Coefficient of elasticity of demand for product x measures its price elasticity. 
        2. Delta, , means change.
    G. A demand schedule has more than one elasticity of demand.
    H. Using one point is called point elasticity while two points is called arc elasticity.
    I.  Calculating arc  linear price elasticity using a formula.  See Calculating Price Elasticity
        using calculus.

Other Micro Chapters

20 Consumer Behavior and Demand Theory

21) How Cost of Production Affects Supply

22) Analyzing Profit

 

 

 

 

 

 

 

Demand Schedule

Price 2 3 4 5 6 7 8 9
Quantity 9 8 7 6 5 4 3 2
Total Revenue 18 24 28 30 30 28 24 1

P goes from 4 to 5 and Q from 7 to 6

P goes from 5 to 6 and Q from 6 to 5

P goes from 6 to 7 and Q from 5 to 4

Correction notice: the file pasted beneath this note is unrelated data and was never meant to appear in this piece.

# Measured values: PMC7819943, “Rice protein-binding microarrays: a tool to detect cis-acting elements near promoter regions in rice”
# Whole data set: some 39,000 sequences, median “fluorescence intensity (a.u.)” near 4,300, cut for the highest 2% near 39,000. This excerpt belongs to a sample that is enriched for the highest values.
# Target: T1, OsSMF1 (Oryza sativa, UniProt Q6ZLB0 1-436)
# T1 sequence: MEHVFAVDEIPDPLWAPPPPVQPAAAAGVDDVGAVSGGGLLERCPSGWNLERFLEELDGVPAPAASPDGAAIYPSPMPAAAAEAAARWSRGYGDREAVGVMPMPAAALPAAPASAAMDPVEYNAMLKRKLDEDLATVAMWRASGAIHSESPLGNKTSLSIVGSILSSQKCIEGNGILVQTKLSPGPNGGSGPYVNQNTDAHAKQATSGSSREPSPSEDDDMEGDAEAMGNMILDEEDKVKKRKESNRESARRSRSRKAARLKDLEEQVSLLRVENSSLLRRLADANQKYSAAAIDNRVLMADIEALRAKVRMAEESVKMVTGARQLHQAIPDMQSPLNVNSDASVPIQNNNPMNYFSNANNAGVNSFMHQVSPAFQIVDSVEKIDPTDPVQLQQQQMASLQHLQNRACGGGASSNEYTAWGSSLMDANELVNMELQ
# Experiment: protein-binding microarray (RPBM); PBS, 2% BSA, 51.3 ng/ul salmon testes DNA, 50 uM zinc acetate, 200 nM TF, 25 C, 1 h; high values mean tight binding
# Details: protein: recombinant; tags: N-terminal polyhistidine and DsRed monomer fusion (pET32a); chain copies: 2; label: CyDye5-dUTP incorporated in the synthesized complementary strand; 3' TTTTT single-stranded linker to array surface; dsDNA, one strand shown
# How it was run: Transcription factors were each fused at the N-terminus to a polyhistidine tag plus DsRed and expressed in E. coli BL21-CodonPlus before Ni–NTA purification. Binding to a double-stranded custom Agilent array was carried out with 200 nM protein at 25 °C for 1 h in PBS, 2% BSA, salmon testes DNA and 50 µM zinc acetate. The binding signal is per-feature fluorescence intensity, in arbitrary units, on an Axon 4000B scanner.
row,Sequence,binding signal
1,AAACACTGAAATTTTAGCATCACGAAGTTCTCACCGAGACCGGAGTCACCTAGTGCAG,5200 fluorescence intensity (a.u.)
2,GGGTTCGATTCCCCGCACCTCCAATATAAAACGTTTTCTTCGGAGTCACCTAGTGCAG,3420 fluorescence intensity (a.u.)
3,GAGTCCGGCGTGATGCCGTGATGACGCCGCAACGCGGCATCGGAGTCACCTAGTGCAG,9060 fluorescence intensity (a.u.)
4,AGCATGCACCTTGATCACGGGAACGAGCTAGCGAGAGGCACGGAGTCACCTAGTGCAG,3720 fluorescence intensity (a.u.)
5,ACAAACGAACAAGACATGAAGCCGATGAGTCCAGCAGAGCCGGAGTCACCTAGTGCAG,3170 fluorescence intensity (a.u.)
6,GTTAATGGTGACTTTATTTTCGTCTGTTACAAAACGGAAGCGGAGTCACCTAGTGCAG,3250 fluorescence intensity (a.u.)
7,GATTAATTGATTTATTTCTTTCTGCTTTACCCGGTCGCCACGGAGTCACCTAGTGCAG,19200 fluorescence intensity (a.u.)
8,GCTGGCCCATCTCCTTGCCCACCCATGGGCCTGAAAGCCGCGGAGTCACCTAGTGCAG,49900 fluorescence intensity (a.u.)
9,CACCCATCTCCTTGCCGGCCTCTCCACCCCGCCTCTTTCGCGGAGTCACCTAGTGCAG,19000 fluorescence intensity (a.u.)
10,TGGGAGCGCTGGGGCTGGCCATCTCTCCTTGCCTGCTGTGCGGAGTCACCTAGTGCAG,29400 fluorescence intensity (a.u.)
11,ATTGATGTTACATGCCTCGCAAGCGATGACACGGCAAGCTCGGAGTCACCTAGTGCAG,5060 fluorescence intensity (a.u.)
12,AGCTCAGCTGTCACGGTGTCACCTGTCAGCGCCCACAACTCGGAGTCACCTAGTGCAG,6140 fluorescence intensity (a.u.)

Note: A down sloping demand curve is yields a negative ED. Its sign is often ignored.


III.
Interpreting Elasticity of Demand

Relative Change in Quantity

Terminology

E Parameters

None, will pay anything, numerator is  zero.

Perfectly Inelastic

E = 0

Small

Inelastic

0 < ED < 1

Q demanded and P change same percentage

Unitary Elasticity

ED = 1

Large

Elastic

1 < E <

Infinitely Large, price doesn't change, denominator is zero

Perfectly Elastic

E is undefined, can't divide by zero.

     
   
A. Elasticity II provides practice measuring ED.   
        From Samuel L. Baker, Ph.D.
of the University of South Carolina
   
B. Approx. PED of Various Products (U.S.)

    C. Elasticity quiz 1    Elasticity quiz 2  

    D.
Steponic's Economics and More  

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IV. Graphing and Interpreting

     A. At the Extremes
 
B. Total Revenue along a Linear Demand Curve  

    
F. The Total Revenue Test     
     1. When demand is elastic, price and
          total revenue move in the opposite
          direction.
     2. When demand is inelastic, price and
         total revenue move in the same direction.
    
3. Total Revenue Test Video has a 
         graphic explanation.
     4.
Welker Video Elasticity &Total Revenue

 Summary Elasticity of Demand and Total Revenue